The Department of Home Affairs said in a statement it is committed to the welfare of detainees, and healthcare on Christmas Island is “broadly comparable” with the broader Australian public health system.

If that is the case we are all in trouble.

There has been plenty of commentary from pediatricians saying that the deprivation perpetrated by our government will have immediate and enduring harmful effects on the children. In fact now we have an open letter to home affairs minister Karen Andrews Royal College of Physicians and eight other peak medical groups.

During the first 17 months of detention in a Melbourne detention centre, the family were only allowed outside for 30 minutes each day. In August 2018 The Royal Children’s Hospital in Melbourne prepared a report on the children when Tharunicaa developed infected teeth. It said Tharunicaa, then 14 months old, was showing behavioural disturbance and a blood test confirmed a vitamin D deficiency.

Kopika was included in the failed asylum claim. However, Tharunicaa was not. This recent article from The Conversation says:

    Current legal action centres around the obligations of the government to consider whether she can apply for a visa in Australia. As Tharunicaa is an “unlawful maritime arrival” she cannot apply for a visa unless the Home Affairs Minister (Andrews) personally intervenes.

    Lawyers argue she has a strong claim for protection based on a range of factors including: the extensive media coverage of the family, the family’s Tamil ethnicity and their “purported” connections to the Liberation Tigers of Tamil Eelam (Tamil Tigers).

    In April 2020, Federal Court Justice Mark Moshinsky ruled Tharunicaa had not given “procedural fairness” when her September 2018 request for permission to apply for a protection visa was rejected. That decision was upheld by the Full Court of the Federal Court in February. But further complicating matters, the court also found the immigration minister did not have an obligation to allow her to apply for a visa.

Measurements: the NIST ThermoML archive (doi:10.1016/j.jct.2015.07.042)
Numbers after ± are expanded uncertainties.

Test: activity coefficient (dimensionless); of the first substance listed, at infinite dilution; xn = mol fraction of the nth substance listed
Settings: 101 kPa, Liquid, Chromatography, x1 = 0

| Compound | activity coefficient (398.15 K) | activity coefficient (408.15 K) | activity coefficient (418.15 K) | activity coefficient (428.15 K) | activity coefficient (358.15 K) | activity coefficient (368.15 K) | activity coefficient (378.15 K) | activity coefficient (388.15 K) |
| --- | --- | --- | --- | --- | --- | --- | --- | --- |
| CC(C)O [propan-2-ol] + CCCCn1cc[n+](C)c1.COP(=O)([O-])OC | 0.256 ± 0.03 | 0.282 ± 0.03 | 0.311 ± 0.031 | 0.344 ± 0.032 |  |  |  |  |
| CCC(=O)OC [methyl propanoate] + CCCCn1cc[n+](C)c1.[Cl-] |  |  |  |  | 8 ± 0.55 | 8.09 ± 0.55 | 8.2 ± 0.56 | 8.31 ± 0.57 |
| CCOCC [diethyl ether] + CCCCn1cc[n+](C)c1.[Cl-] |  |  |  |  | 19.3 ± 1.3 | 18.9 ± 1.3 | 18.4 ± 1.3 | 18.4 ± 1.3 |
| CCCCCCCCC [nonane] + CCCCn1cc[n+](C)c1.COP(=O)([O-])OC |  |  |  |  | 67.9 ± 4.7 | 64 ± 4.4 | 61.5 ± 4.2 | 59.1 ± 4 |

The ongoing litigation means the family will not be removed from Australia any time soon. But it is not clear whether the family or the government will take the next step and go to the High Court.

What is clear is that the relevant minister has complete discretion in the matter. Part of his problem is that this photo, and a range of cute and attractive photos, have gone viral:

That photo was supplied by (petitions may be found here and here).

Here’s one from Facebook:

Katharine Murphy rips in with If you think Australia making an example of a sick three-year-old is an exception, think again. This is what we do.

Yes, we are implicated because we elect politicians who act in our name. She reminds us what we have done:

    Before Australian authorities responded with passivity and panadol as a preschooler on Christmas Island become gravely ill over the past fortnight, there were the kids on Nauru brought here for urgent medical treatment after they refused food and fluids.

    There was the 14-year-old who suffered from a major depressive disorder and severe muscle wastage after not getting out of bed for four months.

    There was 23-year-old Reza Barati, who was beaten to death during violent rioting in the detention centre on Manus Island in 2014.

    There was the Iranian asylum seeker, Hamid Kehazaei, who was misdiagnosed, treated with broken equipment and left unattended as he grew critically ill on Manus Island. After he died from septicaemia, the Queensland coroner, Terry Ryan, found the death was preventable.

Those cases were the tip of the iceberg, a sample of the cases that made it onto nightly TV. What Murphy calls a “policy of performative cruelty” is much more extensive.

Yet at voting time we only think of controlling our borders, evil people smugglers, queue jumpers, and asylum seekers drowning at sea or being smashed against the rocks at Christmas Island.

Madonna King makes an excellent case for an exception being made in The Biloela family has the might of Australia behind it. We make exceptions all the time in response to particular circumstances. She says:

    This family – living in detention – chose Biloela in Queensland as their home, and quickly became part of its heart and soul. Working. Volunteering. Meeting friends. Helping to build a strong community.

    Biloela is not a flash place, but the people are as down to earth as it comes. They work hard, look out for each other, and can spot a fake.

Now it is PM Scott Morrison, Home Affairs Minister Karen Andrews and their crew who are looking fake.